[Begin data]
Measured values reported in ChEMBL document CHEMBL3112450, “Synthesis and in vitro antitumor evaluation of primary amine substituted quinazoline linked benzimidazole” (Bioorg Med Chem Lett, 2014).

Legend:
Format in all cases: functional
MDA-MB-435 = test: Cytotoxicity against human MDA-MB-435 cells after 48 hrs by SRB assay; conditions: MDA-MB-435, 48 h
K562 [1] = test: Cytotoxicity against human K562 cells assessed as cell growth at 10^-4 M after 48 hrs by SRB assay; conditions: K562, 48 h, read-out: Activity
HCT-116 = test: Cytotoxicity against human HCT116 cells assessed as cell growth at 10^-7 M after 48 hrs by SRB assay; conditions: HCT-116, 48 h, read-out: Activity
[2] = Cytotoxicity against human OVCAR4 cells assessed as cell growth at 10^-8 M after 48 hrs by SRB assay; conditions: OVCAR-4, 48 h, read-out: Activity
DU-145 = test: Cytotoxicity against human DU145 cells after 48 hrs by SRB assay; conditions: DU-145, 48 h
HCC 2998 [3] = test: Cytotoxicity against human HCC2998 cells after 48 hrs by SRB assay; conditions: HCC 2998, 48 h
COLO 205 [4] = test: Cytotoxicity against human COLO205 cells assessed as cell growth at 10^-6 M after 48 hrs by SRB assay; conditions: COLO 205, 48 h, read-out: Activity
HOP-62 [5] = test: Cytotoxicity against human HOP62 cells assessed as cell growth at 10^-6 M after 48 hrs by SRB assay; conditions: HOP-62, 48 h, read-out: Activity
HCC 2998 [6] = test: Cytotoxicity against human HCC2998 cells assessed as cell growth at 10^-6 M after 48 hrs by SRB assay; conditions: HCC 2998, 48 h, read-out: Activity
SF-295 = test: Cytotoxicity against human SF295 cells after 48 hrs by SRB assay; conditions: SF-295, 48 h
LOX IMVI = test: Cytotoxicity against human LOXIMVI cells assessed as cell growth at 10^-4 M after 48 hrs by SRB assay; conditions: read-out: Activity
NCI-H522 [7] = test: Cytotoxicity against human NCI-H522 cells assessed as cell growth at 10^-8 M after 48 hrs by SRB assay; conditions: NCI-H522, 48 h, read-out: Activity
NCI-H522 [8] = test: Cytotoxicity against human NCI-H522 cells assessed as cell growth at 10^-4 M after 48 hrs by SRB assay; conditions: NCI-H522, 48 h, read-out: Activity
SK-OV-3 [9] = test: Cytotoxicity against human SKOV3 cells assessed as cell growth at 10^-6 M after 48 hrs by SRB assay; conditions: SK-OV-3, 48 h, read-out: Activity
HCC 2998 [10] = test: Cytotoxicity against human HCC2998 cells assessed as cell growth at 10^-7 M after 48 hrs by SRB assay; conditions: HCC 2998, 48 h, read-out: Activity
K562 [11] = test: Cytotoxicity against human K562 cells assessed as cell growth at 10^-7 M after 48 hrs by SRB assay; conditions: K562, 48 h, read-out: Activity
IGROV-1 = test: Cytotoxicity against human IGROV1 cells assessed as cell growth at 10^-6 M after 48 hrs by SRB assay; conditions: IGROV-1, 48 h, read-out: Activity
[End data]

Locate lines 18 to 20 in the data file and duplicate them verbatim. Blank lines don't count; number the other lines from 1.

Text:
HCC 2998 [10] = test: Cytotoxicity against human HCC2998 cells assessed as cell growth at 10^-7 M after 48 hrs by SRB assay; conditions: HCC 2998, 48 h, read-out: Activity
K562 [11] = test: Cytotoxicity against human K562 cells assessed as cell growth at 10^-7 M after 48 hrs by SRB assay; conditions: K562, 48 h, read-out: Activity
IGROV-1 = test: Cytotoxicity against human IGROV1 cells assessed as cell growth at 10^-6 M after 48 hrs by SRB assay; conditions: IGROV-1, 48 h, read-out: Activity